« Reply #38 on: August 16, 2019, 08:34:27 PM »

Hi Jim I think I would miss out the 'old' from the name.  'The Lady Edith' sounds so much nicer, no Ladies like to be reminded of their age you know.
May I sugest you put a data history inside the hull for the next owner?
regards

Roy
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garethjones35

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Re: TLC for an old Lady
« Reply #39 on: August 16, 2019, 08:42:29 PM »

Hi Jim,


My wife restored a yacht of similar dimensions to your Old Lady Edith, but we have never established whether it is a 10 Rater or a 6M class.  It is 48 inches long and 10.75 inches beam and was built around 1939 to a plan in a hobbies magazine of that era.  Elizabeth was given it as a collection of loose parts after the previous owner attempted a restoration and then gave up.  As it came to us it had an exceptionally tall mast, I would guess around 84 inches including the under deck section.  It also had an exceptionally tall narrow suit of sails  (too dilapidated to use).  We have a photo of the original builder alongside the yacht and these did seem similar proportion sails.  I have attached a photo of the hull, taken side on as we got it.  The jib boom is 14.5 inches and the main is 20.75 inches long


Initially we sailed it with a newish set of Marblehead sails, 800 sq inches total area and about 65 inches mainsail luff.  The second photo shows the grand daughter of the original builder alongside the restored yacht when fitted with these sails.  Subsequently we have cut down the mast to 76 inches total length and it has been fitted with  an older set of sails which we think are more in keeping with the yacht.   If I get a chance tomorrow I will rig it and post a photo as it is now.


If you are able to bring the yacht along to Gosport on Bank Holiday Monday it is possible that someone may be able to identify its class or remember it, if it came from the Portsmouth area.  However it is a bit of a long shot.


Gareth
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Capt Podge

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Re: TLC for an old Lady
« Reply #40 on: August 16, 2019, 08:46:03 PM »

Hey, I've just stumbled across this blog and I am fascinated by it. I've done a few rebuilds myself but nothing as old as this one.
Looking forward to seeing more of your updates  :-)


Regards,
Ray.
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roycv

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Re: TLC for an old Lady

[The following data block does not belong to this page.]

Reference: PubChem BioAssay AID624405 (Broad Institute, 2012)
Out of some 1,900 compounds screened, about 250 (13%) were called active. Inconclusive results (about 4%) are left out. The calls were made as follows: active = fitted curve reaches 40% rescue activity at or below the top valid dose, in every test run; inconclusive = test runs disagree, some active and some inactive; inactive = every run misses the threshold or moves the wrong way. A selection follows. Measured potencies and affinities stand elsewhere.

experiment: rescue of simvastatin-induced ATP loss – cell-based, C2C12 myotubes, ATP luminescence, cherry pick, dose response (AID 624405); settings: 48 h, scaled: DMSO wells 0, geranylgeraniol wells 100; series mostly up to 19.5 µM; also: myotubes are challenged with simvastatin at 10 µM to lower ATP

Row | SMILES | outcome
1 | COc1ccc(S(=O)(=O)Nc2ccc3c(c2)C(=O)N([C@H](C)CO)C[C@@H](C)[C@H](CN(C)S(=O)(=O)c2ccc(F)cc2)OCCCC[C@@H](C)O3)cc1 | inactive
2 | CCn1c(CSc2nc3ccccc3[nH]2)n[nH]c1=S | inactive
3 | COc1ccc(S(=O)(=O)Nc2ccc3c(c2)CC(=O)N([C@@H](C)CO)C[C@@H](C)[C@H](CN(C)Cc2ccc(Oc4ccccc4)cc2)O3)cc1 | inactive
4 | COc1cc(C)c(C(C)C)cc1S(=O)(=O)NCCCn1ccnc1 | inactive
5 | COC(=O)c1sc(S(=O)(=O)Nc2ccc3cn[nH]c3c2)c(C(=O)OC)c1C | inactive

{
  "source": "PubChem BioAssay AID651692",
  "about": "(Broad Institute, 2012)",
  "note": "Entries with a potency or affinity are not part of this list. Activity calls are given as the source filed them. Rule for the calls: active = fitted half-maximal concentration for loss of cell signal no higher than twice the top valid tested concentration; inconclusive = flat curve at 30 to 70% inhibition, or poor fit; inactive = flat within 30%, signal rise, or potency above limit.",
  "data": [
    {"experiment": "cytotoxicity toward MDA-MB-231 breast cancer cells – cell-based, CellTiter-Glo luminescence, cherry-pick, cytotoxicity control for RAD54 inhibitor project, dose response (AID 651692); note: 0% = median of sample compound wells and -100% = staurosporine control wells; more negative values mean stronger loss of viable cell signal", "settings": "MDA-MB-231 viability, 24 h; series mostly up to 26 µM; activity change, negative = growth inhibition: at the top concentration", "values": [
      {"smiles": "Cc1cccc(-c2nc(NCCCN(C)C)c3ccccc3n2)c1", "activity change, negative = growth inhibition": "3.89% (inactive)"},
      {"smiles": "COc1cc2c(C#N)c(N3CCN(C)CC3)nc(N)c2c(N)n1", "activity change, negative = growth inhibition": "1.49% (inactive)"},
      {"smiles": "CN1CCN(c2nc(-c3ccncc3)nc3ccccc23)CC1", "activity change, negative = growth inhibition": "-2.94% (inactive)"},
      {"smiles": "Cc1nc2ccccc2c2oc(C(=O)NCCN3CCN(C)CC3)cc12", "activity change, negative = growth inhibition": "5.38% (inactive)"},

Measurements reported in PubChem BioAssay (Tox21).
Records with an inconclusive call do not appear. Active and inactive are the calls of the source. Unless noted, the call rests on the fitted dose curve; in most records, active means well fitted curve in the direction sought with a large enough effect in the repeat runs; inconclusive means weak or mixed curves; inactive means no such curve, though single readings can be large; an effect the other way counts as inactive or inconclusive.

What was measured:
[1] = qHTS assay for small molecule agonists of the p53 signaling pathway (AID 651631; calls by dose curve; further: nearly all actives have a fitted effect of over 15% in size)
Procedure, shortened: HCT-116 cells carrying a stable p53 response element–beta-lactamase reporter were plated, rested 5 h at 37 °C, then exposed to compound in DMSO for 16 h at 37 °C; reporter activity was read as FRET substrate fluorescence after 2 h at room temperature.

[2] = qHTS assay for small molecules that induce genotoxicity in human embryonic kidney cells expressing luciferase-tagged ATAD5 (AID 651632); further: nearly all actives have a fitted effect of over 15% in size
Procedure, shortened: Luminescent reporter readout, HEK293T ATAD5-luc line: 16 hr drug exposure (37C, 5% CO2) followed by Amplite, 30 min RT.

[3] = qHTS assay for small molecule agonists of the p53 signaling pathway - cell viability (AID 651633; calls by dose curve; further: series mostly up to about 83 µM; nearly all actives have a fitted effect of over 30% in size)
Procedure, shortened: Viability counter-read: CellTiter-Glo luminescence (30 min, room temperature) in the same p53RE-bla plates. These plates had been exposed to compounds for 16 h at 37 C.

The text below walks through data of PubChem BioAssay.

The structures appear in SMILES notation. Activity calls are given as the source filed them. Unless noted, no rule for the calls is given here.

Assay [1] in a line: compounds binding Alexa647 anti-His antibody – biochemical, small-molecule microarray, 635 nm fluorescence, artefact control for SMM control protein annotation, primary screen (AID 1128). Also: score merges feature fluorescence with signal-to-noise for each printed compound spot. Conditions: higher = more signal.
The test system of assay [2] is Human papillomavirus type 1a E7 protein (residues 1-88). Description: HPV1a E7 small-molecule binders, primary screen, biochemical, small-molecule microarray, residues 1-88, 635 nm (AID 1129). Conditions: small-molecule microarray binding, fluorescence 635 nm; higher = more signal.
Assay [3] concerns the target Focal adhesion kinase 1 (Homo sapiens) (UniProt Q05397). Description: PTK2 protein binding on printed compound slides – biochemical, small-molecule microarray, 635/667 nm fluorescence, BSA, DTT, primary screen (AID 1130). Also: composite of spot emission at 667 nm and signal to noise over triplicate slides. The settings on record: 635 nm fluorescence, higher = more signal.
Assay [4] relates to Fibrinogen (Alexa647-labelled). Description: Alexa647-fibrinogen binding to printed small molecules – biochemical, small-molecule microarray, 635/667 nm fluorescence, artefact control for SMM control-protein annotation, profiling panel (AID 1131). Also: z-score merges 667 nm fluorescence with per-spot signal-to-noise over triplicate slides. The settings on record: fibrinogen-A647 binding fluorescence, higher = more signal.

« Reply #41 on: August 16, 2019, 10:14:41 PM »

Hi, just measured my 27 inch loa yacht and mast height is 42 inches from the deck.  Refering previously my 25 % ball park figure was for scale yachts, not class or pond yachts.  This figure is nearer 50%.

I think the big difference may be that you need to get the sails up high as the wind speed slows at ground level.  Witness, lay down in a wind and the wind speed decreases noticeably.
regards
 Roy


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garethjones35

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Re: TLC for an old Lady
« Reply #42 on: August 17, 2019, 08:08:46 AM »

Hi Roy,


Here is a photo of Spindrift as it is now with the cut down mast and an old set of sails, adapted from another set we had.  The top of the mast is 71 inches above the deck level and the main sail luff is 62 inches.  The foot of the jib and mainsail are both wider than the Marblehead set we used initially and the total sail area is about 900 sq inches.  It is not intended that Spindrift complies with any particular set of class rules.  I think its most likely to be a 6 Metre class design, but the 6M class rules are pretty complicated and I have never tried to confirm that.


Regards
Gareth
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roycv

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Re: TLC for an old Lady
« Reply #43 on: August 17, 2019, 09:25:49 AM »

Hello Gareth, my, she looks really nice, well done.  Thanks for the extra detail and tips in your email, all good stuff I had not thought of.

 The paint I have does not look too shiny I will see how it goes.  Most of the car acrylics need an additional  spray of varnish to harden them up.  I will let you know what happens.
I have arm and sail winches to hand but am going with an arm winch using a metal geared servo Tower Pro R 946.  Just using its' 90 degree movement, sheets doubled up with a pulley to the main and direct to the jib.